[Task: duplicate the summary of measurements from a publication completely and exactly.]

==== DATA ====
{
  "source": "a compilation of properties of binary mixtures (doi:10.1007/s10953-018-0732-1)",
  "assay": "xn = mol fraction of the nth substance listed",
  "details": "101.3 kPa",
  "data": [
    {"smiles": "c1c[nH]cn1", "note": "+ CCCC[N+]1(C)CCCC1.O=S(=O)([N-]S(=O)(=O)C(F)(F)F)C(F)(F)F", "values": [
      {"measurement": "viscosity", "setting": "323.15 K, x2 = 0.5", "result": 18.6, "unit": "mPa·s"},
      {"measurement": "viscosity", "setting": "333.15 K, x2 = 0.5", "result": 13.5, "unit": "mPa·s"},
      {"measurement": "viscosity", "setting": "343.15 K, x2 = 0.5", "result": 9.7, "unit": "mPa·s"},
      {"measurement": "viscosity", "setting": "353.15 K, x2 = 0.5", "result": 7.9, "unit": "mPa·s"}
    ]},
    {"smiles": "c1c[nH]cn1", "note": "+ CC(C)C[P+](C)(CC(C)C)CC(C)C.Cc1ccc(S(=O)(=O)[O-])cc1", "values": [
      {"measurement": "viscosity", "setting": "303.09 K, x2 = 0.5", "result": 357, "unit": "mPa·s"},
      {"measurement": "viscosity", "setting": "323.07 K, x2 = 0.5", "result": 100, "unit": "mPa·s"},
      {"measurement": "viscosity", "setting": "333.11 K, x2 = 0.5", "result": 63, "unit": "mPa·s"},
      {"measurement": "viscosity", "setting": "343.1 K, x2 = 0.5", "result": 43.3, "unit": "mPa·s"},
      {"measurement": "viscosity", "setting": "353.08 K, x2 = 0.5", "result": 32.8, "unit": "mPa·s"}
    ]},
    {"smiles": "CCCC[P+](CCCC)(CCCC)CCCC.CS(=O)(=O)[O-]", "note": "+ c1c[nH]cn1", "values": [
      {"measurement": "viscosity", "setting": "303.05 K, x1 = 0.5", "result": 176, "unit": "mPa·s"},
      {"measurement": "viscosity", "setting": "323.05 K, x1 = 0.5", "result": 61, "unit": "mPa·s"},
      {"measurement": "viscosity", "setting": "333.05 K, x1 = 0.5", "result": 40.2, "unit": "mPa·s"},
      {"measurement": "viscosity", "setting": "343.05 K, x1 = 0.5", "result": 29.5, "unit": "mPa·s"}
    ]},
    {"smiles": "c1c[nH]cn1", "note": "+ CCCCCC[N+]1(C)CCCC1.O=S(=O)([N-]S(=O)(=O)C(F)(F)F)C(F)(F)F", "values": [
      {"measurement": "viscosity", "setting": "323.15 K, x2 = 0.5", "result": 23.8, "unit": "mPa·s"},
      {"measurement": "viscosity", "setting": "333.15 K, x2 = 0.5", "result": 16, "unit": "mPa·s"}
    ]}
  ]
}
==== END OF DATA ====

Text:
{
  "source": "a compilation of properties of binary mixtures (doi:10.1007/s10953-018-0732-1)",
  "assay": "xn = mol fraction of the nth substance listed",
  "details": "101.3 kPa",
  "data": [
    {"smiles": "c1c[nH]cn1", "note": "+ CCCC[N+]1(C)CCCC1.O=S(=O)([N-]S(=O)(=O)C(F)(F)F)C(F)(F)F", "values": [
      {"measurement": "viscosity", "setting": "323.15 K, x2 = 0.5", "result": 18.6, "unit": "mPa·s"},
      {"measurement": "viscosity", "setting": "333.15 K, x2 = 0.5", "result": 13.5, "unit": "mPa·s"},
      {"measurement": "viscosity", "setting": "343.15 K, x2 = 0.5", "result": 9.7, "unit": "mPa·s"},
      {"measurement": "viscosity", "setting": "353.15 K, x2 = 0.5", "result": 7.9, "unit": "mPa·s"}
    ]},
    {"smiles": "c1c[nH]cn1", "note": "+ CC(C)C[P+](C)(CC(C)C)CC(C)C.Cc1ccc(S(=O)(=O)[O-])cc1", "values": [
      {"measurement": "viscosity", "setting": "303.09 K, x2 = 0.5", "result": 357, "unit": "mPa·s"},
      {"measurement": "viscosity", "setting": "323.07 K, x2 = 0.5", "result": 100, "unit": "mPa·s"},
      {"measurement": "viscosity", "setting": "333.11 K, x2 = 0.5", "result": 63, "unit": "mPa·s"},
      {"measurement": "viscosity", "setting": "343.1 K, x2 = 0.5", "result": 43.3, "unit": "mPa·s"},
      {"measurement": "viscosity", "setting": "353.08 K, x2 = 0.5", "result": 32.8, "unit": "mPa·s"}
    ]},
    {"smiles": "CCCC[P+](CCCC)(CCCC)CCCC.CS(=O)(=O)[O-]", "note": "+ c1c[nH]cn1", "values": [
      {"measurement": "viscosity", "setting": "303.05 K, x1 = 0.5", "result": 176, "unit": "mPa·s"},
      {"measurement": "viscosity", "setting": "323.05 K, x1 = 0.5", "result": 61, "unit": "mPa·s"},
      {"measurement": "viscosity", "setting": "333.05 K, x1 = 0.5", "result": 40.2, "unit": "mPa·s"},
      {"measurement": "viscosity", "setting": "343.05 K, x1 = 0.5", "result": 29.5, "unit": "mPa·s"}
    ]},
    {"smiles": "c1c[nH]cn1", "note": "+ CCCCCC[N+]1(C)CCCC1.O=S(=O)([N-]S(=O)(=O)C(F)(F)F)C(F)(F)F", "values": [
      {"measurement": "viscosity", "setting": "323.15 K, x2 = 0.5", "result": 23.8, "unit": "mPa·s"},
      {"measurement": "viscosity", "setting": "333.15 K, x2 = 0.5", "result": 16, "unit": "mPa·s"}
    ]}
  ]
}